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Wednesday, April 16, 2014
The 2015 state budget has propelled New York from the bottom of the pile in terms of tax rankings to third from the bottom.

While it may not seem like a major accomplishment, not being last is a step up for the Empire State, which has lingered in that spot for years, according to the the Tax Foundation, a Washington D.C.-based think tank.

New York's new ranking puts it ahead of California and New Jersey in terms of overall tax ranking. The upgrade is due, in large part, to the improvement of the state's corporate tax structure. New York had been ranked 25th in that category — the best ranking the state had in any category — and is now ranked fourth, behind only Nevada, South Dakota and Wyoming — all states that have no corporate tax.

"The corporate tax bill passed in 2014 is an impressive step toward fixing New York’s complex and burdensome tax system," the Tax Foundation said in their report. "We hope the state continues to build on these reforms in years to come."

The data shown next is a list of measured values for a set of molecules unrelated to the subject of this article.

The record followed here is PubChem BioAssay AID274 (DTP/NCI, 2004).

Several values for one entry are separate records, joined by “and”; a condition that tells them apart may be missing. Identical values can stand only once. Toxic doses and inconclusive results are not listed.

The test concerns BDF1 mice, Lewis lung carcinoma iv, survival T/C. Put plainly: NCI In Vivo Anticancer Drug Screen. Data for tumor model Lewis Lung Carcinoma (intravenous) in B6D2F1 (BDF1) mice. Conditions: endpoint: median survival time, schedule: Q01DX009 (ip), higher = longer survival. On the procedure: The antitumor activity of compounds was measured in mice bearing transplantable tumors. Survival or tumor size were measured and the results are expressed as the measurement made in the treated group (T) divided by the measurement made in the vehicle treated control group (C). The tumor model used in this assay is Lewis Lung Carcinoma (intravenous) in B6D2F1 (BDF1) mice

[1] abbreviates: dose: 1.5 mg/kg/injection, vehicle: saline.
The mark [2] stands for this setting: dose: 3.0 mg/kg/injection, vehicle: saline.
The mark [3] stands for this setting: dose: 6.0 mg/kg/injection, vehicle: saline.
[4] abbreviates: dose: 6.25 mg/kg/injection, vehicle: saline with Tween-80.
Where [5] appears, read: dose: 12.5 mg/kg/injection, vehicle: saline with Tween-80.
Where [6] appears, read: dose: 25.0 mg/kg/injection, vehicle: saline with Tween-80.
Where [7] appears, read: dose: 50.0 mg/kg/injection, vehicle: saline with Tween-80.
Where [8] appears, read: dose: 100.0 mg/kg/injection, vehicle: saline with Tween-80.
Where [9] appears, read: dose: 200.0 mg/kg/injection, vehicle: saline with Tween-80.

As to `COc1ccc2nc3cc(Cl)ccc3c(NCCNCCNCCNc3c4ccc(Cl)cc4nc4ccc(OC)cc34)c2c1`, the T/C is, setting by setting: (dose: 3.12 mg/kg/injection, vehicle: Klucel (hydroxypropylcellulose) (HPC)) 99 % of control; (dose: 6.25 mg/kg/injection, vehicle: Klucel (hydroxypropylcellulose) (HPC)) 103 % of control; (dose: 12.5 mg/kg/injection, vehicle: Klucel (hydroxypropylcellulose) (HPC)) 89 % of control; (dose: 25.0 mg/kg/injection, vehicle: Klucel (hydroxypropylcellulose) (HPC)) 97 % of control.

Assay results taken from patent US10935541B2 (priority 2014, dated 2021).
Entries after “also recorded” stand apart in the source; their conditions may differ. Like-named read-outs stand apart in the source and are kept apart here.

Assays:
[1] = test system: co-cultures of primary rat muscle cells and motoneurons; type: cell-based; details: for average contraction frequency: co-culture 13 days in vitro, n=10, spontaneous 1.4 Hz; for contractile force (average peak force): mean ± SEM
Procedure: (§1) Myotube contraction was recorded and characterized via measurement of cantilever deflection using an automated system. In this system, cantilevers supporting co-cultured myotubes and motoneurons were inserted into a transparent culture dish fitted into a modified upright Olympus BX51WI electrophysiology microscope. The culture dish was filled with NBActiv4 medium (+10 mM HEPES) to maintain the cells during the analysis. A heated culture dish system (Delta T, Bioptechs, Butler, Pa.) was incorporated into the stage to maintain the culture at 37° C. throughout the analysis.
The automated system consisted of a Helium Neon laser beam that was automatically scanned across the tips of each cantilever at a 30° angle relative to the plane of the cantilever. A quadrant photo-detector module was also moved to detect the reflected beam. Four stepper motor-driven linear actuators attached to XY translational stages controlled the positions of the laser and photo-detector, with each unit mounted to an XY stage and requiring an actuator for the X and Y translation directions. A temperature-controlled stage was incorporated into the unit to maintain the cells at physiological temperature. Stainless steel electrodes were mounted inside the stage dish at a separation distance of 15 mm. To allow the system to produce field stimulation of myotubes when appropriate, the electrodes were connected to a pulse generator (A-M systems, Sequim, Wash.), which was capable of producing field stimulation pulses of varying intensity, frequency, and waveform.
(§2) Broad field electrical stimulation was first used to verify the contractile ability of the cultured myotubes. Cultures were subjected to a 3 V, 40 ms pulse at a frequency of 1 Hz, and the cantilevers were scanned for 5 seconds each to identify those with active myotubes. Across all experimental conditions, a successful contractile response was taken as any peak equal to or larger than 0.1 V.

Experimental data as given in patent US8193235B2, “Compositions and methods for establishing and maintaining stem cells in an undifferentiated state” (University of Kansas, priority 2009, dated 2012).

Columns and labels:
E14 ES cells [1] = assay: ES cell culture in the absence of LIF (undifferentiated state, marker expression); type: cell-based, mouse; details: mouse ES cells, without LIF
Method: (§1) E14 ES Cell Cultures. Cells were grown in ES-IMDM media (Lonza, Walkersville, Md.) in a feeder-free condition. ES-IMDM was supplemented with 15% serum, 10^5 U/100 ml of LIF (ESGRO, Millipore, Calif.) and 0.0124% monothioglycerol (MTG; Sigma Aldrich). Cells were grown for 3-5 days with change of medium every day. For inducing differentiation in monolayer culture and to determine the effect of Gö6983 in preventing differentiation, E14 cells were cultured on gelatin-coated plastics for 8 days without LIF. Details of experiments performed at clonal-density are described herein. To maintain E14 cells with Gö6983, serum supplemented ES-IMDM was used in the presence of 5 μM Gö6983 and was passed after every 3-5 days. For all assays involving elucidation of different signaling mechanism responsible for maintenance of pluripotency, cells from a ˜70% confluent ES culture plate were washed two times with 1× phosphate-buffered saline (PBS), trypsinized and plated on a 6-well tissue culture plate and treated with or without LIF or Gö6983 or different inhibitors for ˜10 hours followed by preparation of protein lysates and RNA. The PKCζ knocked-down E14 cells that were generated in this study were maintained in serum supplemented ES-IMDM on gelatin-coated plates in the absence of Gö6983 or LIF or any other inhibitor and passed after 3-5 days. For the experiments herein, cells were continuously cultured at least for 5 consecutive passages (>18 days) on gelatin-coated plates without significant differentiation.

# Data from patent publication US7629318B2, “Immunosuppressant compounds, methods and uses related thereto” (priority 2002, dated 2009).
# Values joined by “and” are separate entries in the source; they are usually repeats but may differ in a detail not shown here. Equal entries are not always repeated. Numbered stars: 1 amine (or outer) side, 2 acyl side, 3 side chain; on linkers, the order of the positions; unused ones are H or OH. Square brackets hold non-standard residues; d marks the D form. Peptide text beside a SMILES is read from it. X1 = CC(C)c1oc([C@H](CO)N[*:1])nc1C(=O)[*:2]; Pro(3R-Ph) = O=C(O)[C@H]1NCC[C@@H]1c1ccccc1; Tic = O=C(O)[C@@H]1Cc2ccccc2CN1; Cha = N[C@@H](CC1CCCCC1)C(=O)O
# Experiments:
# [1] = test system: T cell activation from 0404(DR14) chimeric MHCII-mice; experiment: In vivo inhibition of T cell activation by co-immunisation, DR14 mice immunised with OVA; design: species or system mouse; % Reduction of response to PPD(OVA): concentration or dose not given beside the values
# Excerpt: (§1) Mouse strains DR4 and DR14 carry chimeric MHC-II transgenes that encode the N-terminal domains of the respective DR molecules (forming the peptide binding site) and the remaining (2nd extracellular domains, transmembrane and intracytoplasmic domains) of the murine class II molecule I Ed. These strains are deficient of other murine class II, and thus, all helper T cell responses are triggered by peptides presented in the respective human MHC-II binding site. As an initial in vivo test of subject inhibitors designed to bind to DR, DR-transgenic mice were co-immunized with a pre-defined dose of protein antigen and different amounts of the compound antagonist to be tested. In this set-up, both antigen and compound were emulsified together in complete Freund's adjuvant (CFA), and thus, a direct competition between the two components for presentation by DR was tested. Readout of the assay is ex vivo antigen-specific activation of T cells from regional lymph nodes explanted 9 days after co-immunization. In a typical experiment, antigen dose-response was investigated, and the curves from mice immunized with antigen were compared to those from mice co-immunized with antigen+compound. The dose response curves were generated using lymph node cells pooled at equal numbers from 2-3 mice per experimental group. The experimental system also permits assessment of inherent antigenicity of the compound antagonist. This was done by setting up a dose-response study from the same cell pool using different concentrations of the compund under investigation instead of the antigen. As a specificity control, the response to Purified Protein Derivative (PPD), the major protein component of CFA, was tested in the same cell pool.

Business organizations in the state are treating the news as a victory.

“As we have said for years, the best economic development tool for New York is to lower taxes to encourage private sector job growth," said Brian Sampson, Unshackle Upstate executive director. "The Governor and Legislature should be commended for understanding that high taxes are a recipe for failure, and for taking steps to make New York competitive once again. The recently enacted state budget took the first step in the journey to reinvigorate New York’s private sector.

Gov. Andrew Cuomo also heralded the news.

"This year’s budget builds on positive reforms included in our three prior budgets, which have greatly improved the business and tax climate in the state and changed the trajectory of New York’s economic standing. This dramatic improvement, demonstrated by the upward progress in today’s Tax Foundation report, serves as further proof that after decades of decline, New York is reclaiming its reputation as a great place to do business," Cuomo said. "Our strategy is working and today’s news is proof positive that the new New York is Open for Business. And when New York is economically competitive, we all win."

Most other category rankings remain unchanged. Individual income tax ranking remains 49th. Sales tax ranking is still 38th. Unemployment insurance tax ranking is unchanged at 45. The property tax component ranking, however, is upgraded to 44th from 45th.

The Tax Foundation, in 2006 and again in 2008, declared Niagara County to have the highest property taxes in the nation — as a percentage of home value. Elected officials at the time declared the formula itself to be flawed, saying that it just went to prove how inexpensive property was in Niagara County.

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